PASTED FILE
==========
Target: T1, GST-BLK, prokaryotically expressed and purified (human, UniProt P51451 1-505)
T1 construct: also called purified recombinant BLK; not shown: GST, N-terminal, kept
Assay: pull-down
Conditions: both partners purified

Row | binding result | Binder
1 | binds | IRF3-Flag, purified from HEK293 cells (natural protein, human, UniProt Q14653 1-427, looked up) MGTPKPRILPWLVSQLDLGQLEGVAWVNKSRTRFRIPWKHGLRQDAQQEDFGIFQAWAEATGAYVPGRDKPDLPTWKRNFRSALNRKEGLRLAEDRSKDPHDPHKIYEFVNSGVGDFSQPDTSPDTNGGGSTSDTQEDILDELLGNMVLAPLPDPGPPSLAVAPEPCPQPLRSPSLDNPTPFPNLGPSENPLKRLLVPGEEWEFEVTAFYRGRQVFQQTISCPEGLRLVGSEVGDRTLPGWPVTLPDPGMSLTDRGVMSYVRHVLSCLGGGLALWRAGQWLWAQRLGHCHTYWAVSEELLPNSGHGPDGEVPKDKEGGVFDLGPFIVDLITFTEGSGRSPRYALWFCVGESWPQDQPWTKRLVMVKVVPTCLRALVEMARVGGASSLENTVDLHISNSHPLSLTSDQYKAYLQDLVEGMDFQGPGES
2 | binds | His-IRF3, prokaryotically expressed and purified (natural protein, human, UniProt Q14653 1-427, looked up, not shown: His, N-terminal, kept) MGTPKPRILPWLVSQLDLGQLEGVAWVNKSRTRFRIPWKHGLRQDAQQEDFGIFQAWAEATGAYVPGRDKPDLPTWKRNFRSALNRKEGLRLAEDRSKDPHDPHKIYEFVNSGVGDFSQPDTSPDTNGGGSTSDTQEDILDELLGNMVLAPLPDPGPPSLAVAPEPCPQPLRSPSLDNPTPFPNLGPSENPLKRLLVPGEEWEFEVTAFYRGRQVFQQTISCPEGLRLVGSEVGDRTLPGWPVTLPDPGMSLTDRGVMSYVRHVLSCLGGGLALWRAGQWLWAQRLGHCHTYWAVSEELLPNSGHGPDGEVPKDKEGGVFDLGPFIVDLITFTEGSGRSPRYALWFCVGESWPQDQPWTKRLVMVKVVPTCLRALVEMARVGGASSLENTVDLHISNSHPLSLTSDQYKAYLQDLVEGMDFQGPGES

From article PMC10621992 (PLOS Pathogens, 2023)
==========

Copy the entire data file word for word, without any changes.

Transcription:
Target: T1, GST-BLK, prokaryotically expressed and purified (human, UniProt P51451 1-505)
T1 construct: also called purified recombinant BLK; not shown: GST, N-terminal, kept
Assay: pull-down
Conditions: both partners purified

Row | binding result | Binder
1 | binds | IRF3-Flag, purified from HEK293 cells (natural protein, human, UniProt Q14653 1-427, looked up) MGTPKPRILPWLVSQLDLGQLEGVAWVNKSRTRFRIPWKHGLRQDAQQEDFGIFQAWAEATGAYVPGRDKPDLPTWKRNFRSALNRKEGLRLAEDRSKDPHDPHKIYEFVNSGVGDFSQPDTSPDTNGGGSTSDTQEDILDELLGNMVLAPLPDPGPPSLAVAPEPCPQPLRSPSLDNPTPFPNLGPSENPLKRLLVPGEEWEFEVTAFYRGRQVFQQTISCPEGLRLVGSEVGDRTLPGWPVTLPDPGMSLTDRGVMSYVRHVLSCLGGGLALWRAGQWLWAQRLGHCHTYWAVSEELLPNSGHGPDGEVPKDKEGGVFDLGPFIVDLITFTEGSGRSPRYALWFCVGESWPQDQPWTKRLVMVKVVPTCLRALVEMARVGGASSLENTVDLHISNSHPLSLTSDQYKAYLQDLVEGMDFQGPGES
2 | binds | His-IRF3, prokaryotically expressed and purified (natural protein, human, UniProt Q14653 1-427, looked up, not shown: His, N-terminal, kept) MGTPKPRILPWLVSQLDLGQLEGVAWVNKSRTRFRIPWKHGLRQDAQQEDFGIFQAWAEATGAYVPGRDKPDLPTWKRNFRSALNRKEGLRLAEDRSKDPHDPHKIYEFVNSGVGDFSQPDTSPDTNGGGSTSDTQEDILDELLGNMVLAPLPDPGPPSLAVAPEPCPQPLRSPSLDNPTPFPNLGPSENPLKRLLVPGEEWEFEVTAFYRGRQVFQQTISCPEGLRLVGSEVGDRTLPGWPVTLPDPGMSLTDRGVMSYVRHVLSCLGGGLALWRAGQWLWAQRLGHCHTYWAVSEELLPNSGHGPDGEVPKDKEGGVFDLGPFIVDLITFTEGSGRSPRYALWFCVGESWPQDQPWTKRLVMVKVVPTCLRALVEMARVGGASSLENTVDLHISNSHPLSLTSDQYKAYLQDLVEGMDFQGPGES

From article PMC10621992 (PLOS Pathogens, 2023)